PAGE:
It’s clear that Storms already have some loyal fans who showed up especially to see them, but you can’t help but wonder if the depth of Storms’ lyrics and their range of influences might be a bit wasted on the people who also enjoy the likes of Bastille and Everything Everything. Perhaps the idiots are still winning, but the enthusiasm for tonight’s performance shows that this lot at Club NME aren’t lost causes just yet.

Franz Ferdinand – Right Action

Franz Ferdinand Music VideoFranz Ferdinand Saul BassFranz Ferdinand VideoRight Action VideoDiagramFranz Ferdinand Pelican BookI know this song has been around for ages, but I’ve only just seen the video for it and I LOVE IT. It’s such an amazing pastiche of mid-century modern graphic design, referencing Saul Bass, maybe a bit of Kenneth Grange, classic textbook diagrams and – my favourite – those wonderful Pelican book covers.

The video was directed by Jonas Odell, the same guy who did the constructivist-inspired video for ‘Take Me Out‘.

Miley Virus – At It Again

ImageMiley Cyrus’ latest attempt at relevancy sees her team up with pervy hasbeen, Terry “Uncle Terry” Richardson. The attention-seeking irritant stars in the video for her new song ‘Wrecking Ball’ which, predictably, also features a wrecking ball. We know that Miley Cyrus isn’t afraid to fetishise pretty much anything, and when she touched herself with a huge rubber hand at The VMAs, it bordered on surreal. So maybe it’s not actually that strange that she is still being a bit bothersome towards inanimate objects – this time Cyrus appears to be sexually harassing a building site.

First, she gets off with a sledgehammer…Miley Cyrus Kissing Sledgehammer Miley Cyrus Terry Richardson Miley Cyrus Tongue Miley Cyrus NailsAfter that, Miley strips down to her dusty boots and straddles the wrecking ball like some kind of sex swing.MIley Cryus Wrecking Ball New Miley Cyrus VideoI reckon that the shots of her dry humping a cement mixer and groping a forklift truck must have been cut from the final edit. Fortunately, they left in the bit where Miley slaps herself in the face – think that’s her trying to come across as a bit mental and ‘complex’, kind of like what Kate Nash is always trying to do.

California Fishing Groups Sue to Stop Sea Otters

Wow. I guess Americans really will try to sue anything.

Luckily, this sea otter doesn’t seem too cut up about it.ImageHe’s like: “Look at all the fucks I give…NONE!”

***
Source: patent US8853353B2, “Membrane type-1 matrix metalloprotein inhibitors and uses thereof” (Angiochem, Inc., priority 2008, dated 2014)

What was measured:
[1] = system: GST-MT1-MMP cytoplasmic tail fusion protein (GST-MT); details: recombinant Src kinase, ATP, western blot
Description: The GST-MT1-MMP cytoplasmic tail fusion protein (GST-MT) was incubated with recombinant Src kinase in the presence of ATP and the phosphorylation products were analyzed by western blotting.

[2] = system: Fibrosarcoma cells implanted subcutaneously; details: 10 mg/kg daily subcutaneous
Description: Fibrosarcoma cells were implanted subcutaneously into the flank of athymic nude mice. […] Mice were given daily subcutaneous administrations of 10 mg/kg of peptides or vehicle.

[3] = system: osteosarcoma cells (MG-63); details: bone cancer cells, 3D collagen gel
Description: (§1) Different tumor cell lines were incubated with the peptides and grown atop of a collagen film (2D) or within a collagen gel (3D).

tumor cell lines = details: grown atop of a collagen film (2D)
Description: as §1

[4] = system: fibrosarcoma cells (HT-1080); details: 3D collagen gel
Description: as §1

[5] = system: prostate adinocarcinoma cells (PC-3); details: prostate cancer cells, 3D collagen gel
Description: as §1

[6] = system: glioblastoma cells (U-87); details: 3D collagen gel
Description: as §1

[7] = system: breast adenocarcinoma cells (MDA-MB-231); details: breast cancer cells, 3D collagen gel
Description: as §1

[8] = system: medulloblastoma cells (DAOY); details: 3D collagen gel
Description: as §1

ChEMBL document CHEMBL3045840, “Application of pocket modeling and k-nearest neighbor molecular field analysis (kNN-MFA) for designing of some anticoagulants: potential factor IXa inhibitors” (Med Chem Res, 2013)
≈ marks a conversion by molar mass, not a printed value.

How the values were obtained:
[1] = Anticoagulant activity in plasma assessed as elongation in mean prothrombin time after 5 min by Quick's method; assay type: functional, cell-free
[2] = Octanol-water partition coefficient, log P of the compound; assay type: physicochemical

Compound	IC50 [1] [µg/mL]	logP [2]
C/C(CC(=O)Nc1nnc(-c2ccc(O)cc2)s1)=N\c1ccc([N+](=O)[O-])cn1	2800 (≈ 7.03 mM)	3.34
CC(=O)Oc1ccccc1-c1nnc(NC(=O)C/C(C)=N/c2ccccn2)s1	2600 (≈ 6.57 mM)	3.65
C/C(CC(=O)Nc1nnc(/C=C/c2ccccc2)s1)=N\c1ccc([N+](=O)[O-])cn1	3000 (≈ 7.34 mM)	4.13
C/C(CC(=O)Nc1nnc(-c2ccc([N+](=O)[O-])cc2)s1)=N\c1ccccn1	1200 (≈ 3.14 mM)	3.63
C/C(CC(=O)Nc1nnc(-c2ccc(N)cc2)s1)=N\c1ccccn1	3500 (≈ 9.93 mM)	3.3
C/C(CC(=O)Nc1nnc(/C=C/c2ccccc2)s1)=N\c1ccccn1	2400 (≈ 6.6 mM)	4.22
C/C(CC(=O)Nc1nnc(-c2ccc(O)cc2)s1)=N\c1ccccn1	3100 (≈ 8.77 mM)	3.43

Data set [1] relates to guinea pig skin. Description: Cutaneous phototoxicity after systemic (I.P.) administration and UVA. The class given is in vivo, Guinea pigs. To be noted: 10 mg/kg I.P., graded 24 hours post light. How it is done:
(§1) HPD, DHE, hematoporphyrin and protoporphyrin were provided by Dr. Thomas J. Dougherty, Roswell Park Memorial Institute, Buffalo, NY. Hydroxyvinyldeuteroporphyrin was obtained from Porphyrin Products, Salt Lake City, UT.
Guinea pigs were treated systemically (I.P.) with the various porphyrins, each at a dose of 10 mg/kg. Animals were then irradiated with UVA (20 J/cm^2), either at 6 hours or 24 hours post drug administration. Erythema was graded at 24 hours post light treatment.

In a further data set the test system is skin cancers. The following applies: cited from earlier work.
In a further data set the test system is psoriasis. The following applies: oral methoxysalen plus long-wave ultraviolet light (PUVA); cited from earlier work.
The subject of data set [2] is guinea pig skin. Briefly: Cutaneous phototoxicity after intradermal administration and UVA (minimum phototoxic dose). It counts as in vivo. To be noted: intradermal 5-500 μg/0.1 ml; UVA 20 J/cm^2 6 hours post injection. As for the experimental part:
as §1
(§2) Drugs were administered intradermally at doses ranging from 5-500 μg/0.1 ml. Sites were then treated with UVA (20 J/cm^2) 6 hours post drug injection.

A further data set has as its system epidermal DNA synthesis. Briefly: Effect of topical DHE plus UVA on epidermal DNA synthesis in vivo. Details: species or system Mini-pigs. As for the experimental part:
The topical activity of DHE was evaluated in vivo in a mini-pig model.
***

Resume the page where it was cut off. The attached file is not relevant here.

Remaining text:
Whereas this one…OTTSEA_26633_MasterThis one’s thinking: “FUCK MY LIFE! FUCK MY FUCKING LIFE!”

And this histrionic little dickhead just enjoys a drama.Dramatic Sea OtterAny old drama.

Sneaky Sea OtterBut this pompous sea otter knows his rights. He understands legal strategy better than me. He’s also got a whole load of family money to support him…and a healthy property portfolio to fall back on in case he has to relocate. Smug bastard.

“Puss” Means “Kiss” in Swedish

ImageDo you like weird facts and knowing what time it is? Great! You should go to Factoclock – you learn something new every minute.

Write It In Your Own Voice

Write It In Your Own VoiceBrilliant series of adverts from Uniball which highlight the merits of sending a handwritten letter and cleverly illustrate what misused fonts say about your message. An advertising campaign which is all about communication and implicit meaning – so meta!Uniball Pen Advert Comic Sans joke Uniball AdvertMy favourite one is ‘Pappy Is Dead’, which makes fun of Comic Sans (the underdog of all fonts) and there is also quite a camp skit deriding the Broadway font, too. The ‘Bust You Out’ version is probably the most effective, because obviously slang sounds so ridiculous when it’s read out in the Queen’s English. It reminds me of the time when James Blunt had to read out some Sean Paul lyrics on Never Mind The Buzzcocks.

Great work from TBWA South Africa.

EDIT: This campaign has since disappeared off the face of the Earth/internet, with no explanation. What the fuck, maaan?!